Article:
Feb 12, 2010 | Volvo 240 Cars & Trucks

1 Answer

The compressor suddenly trip off and it runs and after few minutes it trip off again


Compressor tipping is typically due to overheating. A single bimetal disc thermostat (e.g. Klixon brand device) in located within the motor windings within hermetically sealed compressors which will cut off motor current after the local windings have sufficiently overheated.

Unfortunately, by the time this limiter has activated, the compressor motor and pump has typically already suffered mild to major damage.

Compressor overheating is typically a result of low freon. The freon, besides cooling the compressor, also carries the lubricant, so low freon results in a hot compressor with poor lubrication, with some degree of permanent damage by the time the internal limiter has activated.

There are a few other possibilities, depending on system design, but some version of the above scenario is typical.

When the compressor runs hot, this also initiates chemical changes in the freon and oil resulting in acids with further attack both the compressor pump, motor windings and motor bearings, a viscous circle.

Compressor overheating can also be a result of contaminants circulating within the freon or evolving mechanical failure problems within the compressor pump or motor.

Better systems (very few high end residential central AC systems) include OEM or field installed high freon pressure and low freon pressure cut out switches connected to circuits which stop the compressor and keep it off when pressure are well beyond desired.
These are far more effective in protecting the compressor and preventing permanent damage.

Additional protection options are a compressor discharge temperature limit switch (shuts off the compressor if the outlet freon goes well above desirable outlet temps), and a flow switch which sense adequate condenser fan air flow and only allows the compressor to run when adequate air flow is present (a second or so after the condenser fan has started). (Since condenser air flow is what removes all the system and interior heat, the compressor should not run unless airflow is appropriate.)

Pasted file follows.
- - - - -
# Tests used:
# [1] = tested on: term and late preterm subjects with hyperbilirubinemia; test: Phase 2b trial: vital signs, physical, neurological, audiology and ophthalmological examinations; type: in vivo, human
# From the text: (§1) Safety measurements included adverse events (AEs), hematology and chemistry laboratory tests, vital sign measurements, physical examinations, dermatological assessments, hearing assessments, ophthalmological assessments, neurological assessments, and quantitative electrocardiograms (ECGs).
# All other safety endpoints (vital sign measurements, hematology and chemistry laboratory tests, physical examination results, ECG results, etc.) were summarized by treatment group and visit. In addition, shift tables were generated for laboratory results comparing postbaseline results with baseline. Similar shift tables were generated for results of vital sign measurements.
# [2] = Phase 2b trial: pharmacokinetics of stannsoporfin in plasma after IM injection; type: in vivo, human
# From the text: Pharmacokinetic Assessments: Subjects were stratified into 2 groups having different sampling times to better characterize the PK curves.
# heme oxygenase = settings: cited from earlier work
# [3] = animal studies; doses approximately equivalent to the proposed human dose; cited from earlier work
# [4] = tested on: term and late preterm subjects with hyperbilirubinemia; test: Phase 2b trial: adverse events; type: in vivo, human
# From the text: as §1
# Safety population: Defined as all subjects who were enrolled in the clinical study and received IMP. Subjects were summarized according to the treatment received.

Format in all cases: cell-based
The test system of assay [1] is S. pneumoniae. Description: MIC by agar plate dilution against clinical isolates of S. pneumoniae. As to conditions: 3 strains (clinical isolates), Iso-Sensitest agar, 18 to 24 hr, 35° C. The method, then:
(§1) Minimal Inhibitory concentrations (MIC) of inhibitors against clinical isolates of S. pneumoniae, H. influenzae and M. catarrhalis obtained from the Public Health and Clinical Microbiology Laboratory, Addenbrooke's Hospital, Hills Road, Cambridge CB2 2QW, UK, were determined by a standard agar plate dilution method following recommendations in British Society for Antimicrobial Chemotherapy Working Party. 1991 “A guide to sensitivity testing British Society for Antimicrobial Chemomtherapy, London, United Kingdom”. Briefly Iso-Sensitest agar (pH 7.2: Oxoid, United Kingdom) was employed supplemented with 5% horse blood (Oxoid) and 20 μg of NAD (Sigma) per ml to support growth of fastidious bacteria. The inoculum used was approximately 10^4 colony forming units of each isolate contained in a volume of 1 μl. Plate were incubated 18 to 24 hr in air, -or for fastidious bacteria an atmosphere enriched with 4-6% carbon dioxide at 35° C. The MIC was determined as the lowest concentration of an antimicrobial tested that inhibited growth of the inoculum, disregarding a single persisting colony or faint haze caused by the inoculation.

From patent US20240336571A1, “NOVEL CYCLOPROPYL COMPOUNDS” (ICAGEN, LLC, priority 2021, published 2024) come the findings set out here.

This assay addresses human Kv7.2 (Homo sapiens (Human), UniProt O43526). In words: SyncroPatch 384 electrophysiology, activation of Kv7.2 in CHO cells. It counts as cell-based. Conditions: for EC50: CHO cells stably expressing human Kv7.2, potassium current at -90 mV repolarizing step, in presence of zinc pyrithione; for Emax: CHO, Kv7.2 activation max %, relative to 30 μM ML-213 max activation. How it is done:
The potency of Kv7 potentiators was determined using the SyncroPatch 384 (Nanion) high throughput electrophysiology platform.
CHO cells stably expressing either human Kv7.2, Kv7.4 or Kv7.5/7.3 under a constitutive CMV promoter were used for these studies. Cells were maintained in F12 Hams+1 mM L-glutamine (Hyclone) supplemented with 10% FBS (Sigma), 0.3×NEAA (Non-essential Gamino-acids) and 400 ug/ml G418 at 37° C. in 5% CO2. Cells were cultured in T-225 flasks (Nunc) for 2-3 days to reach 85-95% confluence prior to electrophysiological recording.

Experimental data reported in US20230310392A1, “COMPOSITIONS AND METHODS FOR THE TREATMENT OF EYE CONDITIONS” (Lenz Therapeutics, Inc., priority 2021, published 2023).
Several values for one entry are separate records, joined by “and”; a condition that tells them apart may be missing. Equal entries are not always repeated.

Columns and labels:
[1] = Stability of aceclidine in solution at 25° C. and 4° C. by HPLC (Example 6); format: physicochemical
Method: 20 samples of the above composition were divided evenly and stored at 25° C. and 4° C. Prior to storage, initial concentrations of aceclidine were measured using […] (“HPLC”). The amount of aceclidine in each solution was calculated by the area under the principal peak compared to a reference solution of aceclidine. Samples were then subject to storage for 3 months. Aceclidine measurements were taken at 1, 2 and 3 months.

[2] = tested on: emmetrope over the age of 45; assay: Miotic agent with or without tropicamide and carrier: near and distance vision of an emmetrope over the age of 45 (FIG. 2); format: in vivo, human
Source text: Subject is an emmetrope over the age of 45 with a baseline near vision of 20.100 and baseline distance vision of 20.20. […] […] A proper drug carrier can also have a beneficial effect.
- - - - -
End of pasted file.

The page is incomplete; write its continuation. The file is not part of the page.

While all the above 4 safety device strategies are relatively inexpensive, they are not present in the vast majority of residential AC systems sold in the US.

Jan 06, 2010 | Carrier Heating & Cooling

1 Answer

Plug overheated and machine cuts out


There's a loose contact between your plug and the electric convenience outlet. That's precisely why this is getting overheated. At this point, it is best to replace the plug as well as the electrical outlet, before an accident happen. Overheating of electrical points is one of the major causes of fire. So, be sure to replace the plug and the outlet, before it burns your
house. Send us your e mail comments so we can
assist you further. God bless you.


Oct 22, 2009 | Washing Machines

1 Answer

Coolent leak... 96 dodge caravan


if you get an overflow through the resevior it's often times because the thermostat with stick shut causeing excess pressure. seeing is the car is not overheating this means that the trhermostat is opening but when you get that overflow it's sticking i would replace the thermostat as soon as possible to resolve this issue

Apr 26, 2009 | Dodge Intrepid Cars & Trucks

1 Answer

Overheating engine


O man! You have a major prob!!! The head is warped, will need to be machined, and the list goes on!! If you want to keep this car do consider a rebuilt engine. That is the most frugal way to solve your prob! Sorry Frankster016

Oct 23, 2008 | 1999 Ford Escort